Making her writer’s debut at Between the Lines, Shelly Burke brings The Spirits Awaken to the stage with a vapor of old vaudeville mystically shrouding her clever dialogue and well-placed jokes. Set in a Baltimore theatre, which used to be a Vaudeville house, the ghost tales are growing in this nifty little piece of perfectly crafted writing. Peppered and punctuated with one-liners that really pop, Burke puts her cleverness on display throughout the script, showing her ability to balance humor and momentum as the plot develops. With Lily (read by Christina Green) and Eugenia (Katie Rouse) haunting the establishment as an old vaudeville duo whose act when up in a puff of smoke or a blaze of glory, depending on who’s telling the story, the script gets a great deal of titters and giggles, in addition to being easy to follow and enjoyable.
Green and Rouse are snarky and snappy with one another, effectively capturing the tone of these two Vaudeville partners that Burke has penned into the dialogue. Emily Ward, who plays the “preset day” (read 1937) Caroline has a snazzy handle on that zippy 1930’s patois and patter in her speech delivery as well. The comic antics really get under way, however, when Harold (Todd Gardner) and Mary (Lori Travis) join the crowd and the plot twists unfurl and the humors ripen. This script is also responsible for the best Foley effect of the show, that of a “corset being tightened.”
Line of the script: Lily— “…falling asleep drunk with a lit cigarette in your hand barely constitutes as a ‘blaze of glory’, dear.”
The Music of Chrome: A Bennington Marcus Mystery by John Higgins
Continuing the chronicle of the much beloved Bennington Marcus Mysteries, John Higgins brings eager audiences the very next installment in the series, The Music of Chrome. Set at the Diode, a Chrome-Club featured in a previous episode, Marcus (Craig Coletta) and Theo16 (Jeffrey Gangwisch) encounter a brand new character while revisiting several familiar faces along this case trying to find “The Can Opener” also known as Giddeon66 (Chaz Kedesla.) Higgins’s natural talent for capturing the ephemeral essence of film noir in his scripts is as ever palpable and present. The narrative overhang delivered by Coletta delves deep into the vernacular and street slang with crisp clarity, particularly in the elevator ride back down from Marshall37’s 13th story apartment. Higgins captures the epitome of a descriptive scene when Marcus drinks in the wall of jazz musicians in said apartment. Juxtaposed against Coletta’s smoky vocals that moment is sublime. All in all, this particularly ominous episode leaves the audience sitting with an uneasy sense of foreboding about what may come with future encounters of the Giddeon66 character.
Coletta and Gangwisch tag-team tempers and humors in this episode, as per usual, though there is a much heavier hand of nasty flare-ups this go-round. Michael Stevenson reprises his recent role as Kirby26, the quirky and somewhat spastic bartender at the Diode jazz club. Lori Travis reprises her recurring role as Doctor Page, but it’s series regular John Bennett, the bombastic blasting chief, who steals the thunder this episode. Though he’s only got four lines featured at the end of the story, his explosive temper really revs up the audience with frightening ferocity. Narobi Collins also deserves a nod for his off-the-wall delivery of Lenny in the elevator ride up to Marshall37’s apartment.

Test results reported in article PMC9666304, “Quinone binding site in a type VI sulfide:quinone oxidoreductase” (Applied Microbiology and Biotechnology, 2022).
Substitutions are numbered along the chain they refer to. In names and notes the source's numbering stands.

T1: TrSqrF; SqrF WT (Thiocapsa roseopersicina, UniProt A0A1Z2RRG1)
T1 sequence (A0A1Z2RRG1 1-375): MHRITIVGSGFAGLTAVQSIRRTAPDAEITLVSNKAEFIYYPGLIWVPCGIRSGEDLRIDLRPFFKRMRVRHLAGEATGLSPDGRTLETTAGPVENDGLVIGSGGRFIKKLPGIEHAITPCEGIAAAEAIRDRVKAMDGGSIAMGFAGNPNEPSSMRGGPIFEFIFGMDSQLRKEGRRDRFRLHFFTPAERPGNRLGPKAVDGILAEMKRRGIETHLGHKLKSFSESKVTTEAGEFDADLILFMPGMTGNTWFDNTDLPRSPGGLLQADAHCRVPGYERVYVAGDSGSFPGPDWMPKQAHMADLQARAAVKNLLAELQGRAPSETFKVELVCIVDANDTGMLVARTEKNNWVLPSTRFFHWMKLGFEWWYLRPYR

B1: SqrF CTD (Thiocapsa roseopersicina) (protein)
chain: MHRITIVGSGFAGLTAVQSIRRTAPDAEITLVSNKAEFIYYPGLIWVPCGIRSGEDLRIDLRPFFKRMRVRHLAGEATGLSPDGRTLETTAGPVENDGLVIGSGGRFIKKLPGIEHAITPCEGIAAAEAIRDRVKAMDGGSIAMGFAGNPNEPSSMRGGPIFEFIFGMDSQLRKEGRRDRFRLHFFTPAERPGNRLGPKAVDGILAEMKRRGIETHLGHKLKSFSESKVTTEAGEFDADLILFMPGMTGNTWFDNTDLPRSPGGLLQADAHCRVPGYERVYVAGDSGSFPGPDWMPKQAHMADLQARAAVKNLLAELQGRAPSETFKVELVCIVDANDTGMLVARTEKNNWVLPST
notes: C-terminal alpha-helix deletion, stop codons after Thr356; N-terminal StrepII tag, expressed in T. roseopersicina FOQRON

Line of the script: The Chief— “…this police report has more feathers than a Pegasus farm!”
Framed Life by Horatio Dark
With the absence of title performers for Rex Pylon and Dot Planet Tripper Adventures, Horatio Dark has submitted a non-sequitur of his own into the mix. A classic Twilight Zone style twisted tale of darkness, Framed Life features an ordinary family of four. Picture it if you will, a mother named Gertrude or Trudy (Maddie Rogers Croy), a father called Ben (Chaz Kedesla) and their two perfect children, Martha (Christina Green) and Ben Jr. (Eddie Lee III.) Featuring the most footsteps and feet-moving sound effects of the evening (and perhaps ever), Horatio Dark’s script builds with suspense as Gertrude’s idea of the perfect family picture unravels right before the very ears of the listeners.
With Croy delivering a perfectly Stepford housewife and mother character it hardly seems as if anything could go wrong inside her picture-perfect family life. That is, of course, until it does. One by one family members start…disappearing. And all she wanted was to hang her favorite family picture and serve a good family dinner! Is that too much to ask? Eddie Lee III steals the script (second only to the Marcoot and Illuviel’s foley work with the moving feet) with his cheeky overtone and affected accent.
Line of the script: Gertrude— “…he’s leader of the glee club, and the gun club. He’s got potential!”
March’s broadcast may have hit some pre-air bumps what with the temporary voice replacements, Rex & Dot in absentia, and the inevitable night shift to Thursday, but it proved to be just as much of a success and fun as any ordinarily scheduled Monday night broadcast has been. Be on the lookout via the Facebook page to find out just when the April broadcast of Horatio Dark will be taking place as it is likely that the date may have to shift off of the last Monday of the month.
Horatio Dark’s Between the Lines was a one-evening event occurring on March 24, 2016 at The Yellow Sign Theatre— 1726 N. Charles Street in the Station North Arts District of Baltimore. Be sure to attend the regularly scheduled Horatio Dark’s Between the Lines on the last Monday of every month starting at 7:00pm. Arrive early as seats fill up quickly.
Missed a broadcast? No problem! You can hear Horatio Dark’s Between the Lines online as an uploaded podcast. Just click here.